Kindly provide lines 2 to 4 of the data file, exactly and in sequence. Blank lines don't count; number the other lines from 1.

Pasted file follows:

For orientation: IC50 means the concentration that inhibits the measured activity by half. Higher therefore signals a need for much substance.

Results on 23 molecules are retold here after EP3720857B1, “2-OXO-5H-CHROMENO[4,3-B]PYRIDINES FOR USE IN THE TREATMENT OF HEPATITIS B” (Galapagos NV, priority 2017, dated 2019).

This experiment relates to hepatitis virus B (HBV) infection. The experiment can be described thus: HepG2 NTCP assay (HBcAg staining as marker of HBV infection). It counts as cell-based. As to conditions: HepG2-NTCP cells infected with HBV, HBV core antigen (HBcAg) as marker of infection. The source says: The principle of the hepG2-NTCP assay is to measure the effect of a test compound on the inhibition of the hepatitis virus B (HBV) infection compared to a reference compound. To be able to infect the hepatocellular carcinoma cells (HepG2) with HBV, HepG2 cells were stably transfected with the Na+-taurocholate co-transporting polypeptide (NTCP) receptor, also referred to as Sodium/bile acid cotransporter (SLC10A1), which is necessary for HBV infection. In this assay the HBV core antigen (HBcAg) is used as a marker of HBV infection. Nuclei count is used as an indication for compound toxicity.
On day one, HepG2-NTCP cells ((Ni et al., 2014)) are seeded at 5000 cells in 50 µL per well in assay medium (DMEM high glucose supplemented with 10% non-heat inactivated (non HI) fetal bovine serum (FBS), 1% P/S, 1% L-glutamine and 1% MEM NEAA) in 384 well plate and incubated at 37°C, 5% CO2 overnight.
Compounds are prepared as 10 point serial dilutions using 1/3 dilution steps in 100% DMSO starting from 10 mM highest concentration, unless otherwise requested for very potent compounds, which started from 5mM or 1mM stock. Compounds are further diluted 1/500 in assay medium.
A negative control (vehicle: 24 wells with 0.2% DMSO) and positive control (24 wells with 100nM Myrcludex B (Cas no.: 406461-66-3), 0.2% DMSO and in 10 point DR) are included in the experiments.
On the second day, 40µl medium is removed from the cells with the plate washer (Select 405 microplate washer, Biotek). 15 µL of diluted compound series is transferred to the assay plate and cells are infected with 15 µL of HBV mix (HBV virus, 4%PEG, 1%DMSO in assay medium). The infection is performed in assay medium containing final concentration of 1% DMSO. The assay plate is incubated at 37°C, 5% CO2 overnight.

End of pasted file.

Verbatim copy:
Results on 23 molecules are retold here after EP3720857B1, “2-OXO-5H-CHROMENO[4,3-B]PYRIDINES FOR USE IN THE TREATMENT OF HEPATITIS B” (Galapagos NV, priority 2017, dated 2019).

This experiment relates to hepatitis virus B (HBV) infection. The experiment can be described thus: HepG2 NTCP assay (HBcAg staining as marker of HBV infection). It counts as cell-based. As to conditions: HepG2-NTCP cells infected with HBV, HBV core antigen (HBcAg) as marker of infection. The source says: The principle of the hepG2-NTCP assay is to measure the effect of a test compound on the inhibition of the hepatitis virus B (HBV) infection compared to a reference compound. To be able to infect the hepatocellular carcinoma cells (HepG2) with HBV, HepG2 cells were stably transfected with the Na+-taurocholate co-transporting polypeptide (NTCP) receptor, also referred to as Sodium/bile acid cotransporter (SLC10A1), which is necessary for HBV infection. In this assay the HBV core antigen (HBcAg) is used as a marker of HBV infection. Nuclei count is used as an indication for compound toxicity.
On day one, HepG2-NTCP cells ((Ni et al., 2014)) are seeded at 5000 cells in 50 µL per well in assay medium (DMEM high glucose supplemented with 10% non-heat inactivated (non HI) fetal bovine serum (FBS), 1% P/S, 1% L-glutamine and 1% MEM NEAA) in 384 well plate and incubated at 37°C, 5% CO2 overnight.